Health care seems to be the major topic of the day so let me throw out a little history to see exactly how we ended up in this sinking boat. Some time ago schools required students to participate in gym class at least three days a week. They also encouraged after school sports. This was at a time when TV was so new that it wasn't on most of the time so kids would grab a football or baseball and head to the streets to play before dinner. In the summer it was out to play some more after dinner. Hide and seek, stoop tag and army were some of the favorites back then. All involved a great deal of running. Meals were different then too. Fast food was something that was relegated to special occasions when you went to the roller rink or ball game which wasn't very often. Soda came in either 8 or 12 oz bottles. If it was 12 you only got to drink half because you had to share it with a brother or sister. Milk or juice was the beverage of the day back then. No fried or high carb foods were served back then unless it was chicken or spaghetti and even then there was a salad or green veggie that went with it. Desert in summer was fruit. Schools had no vending machines and the only beverage they sold at lunch was a half pint of milk.
So now we contrast that with what's happened. Kids hunker down to watch their favorite cable movie or hit the web to IM their friends. And let's not forget the snacks. Grab a twenty four oz. cola and a bag of chips so you can eat with one hand and type with the other. That's three times the cola and about six times the chips (bags used to be 1 oz.) than were eaten in the past with no offsetting exersize to burn it off.
How did the health care system get where it is now. I may have mentioned this before but I'll repeat it. Our system back in the fifties was mostly non profit as were the insurance companies. And stop to consider this was at a time when we had a baby boom so hospitals were in the process of expanding. It wasn't until the coming of HMOs started by Nixon that there was any strain on the system. There were entire charity support groups who volunteered their time and raised money to help offset some of the costs. Doctors back then did something unheard of in today's market. They charged their wealthy patients a bit more to cover the costs for those who couldn't pay. There was also grants and special loans and payment terms. All you had to do was stop by the billing department and they would set you up with a payment plan (with no interest charges by the way). And that was true up through the 70s.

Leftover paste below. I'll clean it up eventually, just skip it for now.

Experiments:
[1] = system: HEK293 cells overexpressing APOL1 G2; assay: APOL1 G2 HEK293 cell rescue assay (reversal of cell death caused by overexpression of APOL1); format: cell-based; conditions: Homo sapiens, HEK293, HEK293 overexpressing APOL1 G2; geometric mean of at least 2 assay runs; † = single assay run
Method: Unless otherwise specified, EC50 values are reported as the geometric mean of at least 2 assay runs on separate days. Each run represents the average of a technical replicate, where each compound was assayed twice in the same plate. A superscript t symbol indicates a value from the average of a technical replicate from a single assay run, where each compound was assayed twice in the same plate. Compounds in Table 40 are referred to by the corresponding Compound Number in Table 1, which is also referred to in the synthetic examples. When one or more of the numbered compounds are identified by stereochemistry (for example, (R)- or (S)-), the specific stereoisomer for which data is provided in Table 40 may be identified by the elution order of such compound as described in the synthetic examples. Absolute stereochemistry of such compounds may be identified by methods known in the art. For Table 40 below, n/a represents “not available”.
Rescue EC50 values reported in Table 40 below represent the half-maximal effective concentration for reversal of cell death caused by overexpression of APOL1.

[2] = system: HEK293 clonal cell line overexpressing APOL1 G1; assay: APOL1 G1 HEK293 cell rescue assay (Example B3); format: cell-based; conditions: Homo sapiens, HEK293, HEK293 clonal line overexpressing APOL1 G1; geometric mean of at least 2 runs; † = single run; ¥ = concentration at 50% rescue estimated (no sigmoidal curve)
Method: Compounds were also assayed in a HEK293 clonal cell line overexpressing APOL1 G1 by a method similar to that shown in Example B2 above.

The cost of going to an ER wouldn't scare you to death like today. Even private hospitals back then would accomodate most people even if you weren't J. Gotrocks Jr.
So where do we go from here. At present this country spends $2 trillion dollars on health care each year. If we can get that figure down to $1.2 trillion then it would amount to about 10% of our GDP which is a managable figure. To do that we'll need to eliminate the many layers of administrators and bean counters who do nothing more than add to the cost. Patient info could be kept safely on a portable flash drive or card with biometric security. That would save a ton of money right there. A copay by working people of $50 for a doctors vist or $100 for emergency room visit would help pay a bit of the costs.
At present we pay well over $6000 per year per person for health care. It's Obama's hope to get that down to $4500. Here's an idea. Have the employer pay 1/3 of that which would cut his costs by 2/3. All workers would be charged 1/3 as a payroll deduction much like medicare and social security and that would cover him when he out of work as well as covering the uninsured. The final 1/3 could be covered by a small federal sales tax. That would fill in any gaps. It works out to $30 per week for a worker and I don't know where you could get any type of insurance for that little right now.
There should be a public option and if it works out right unions just might switch to it if the insurers they have now don't become more competetive.
Well it's a thought.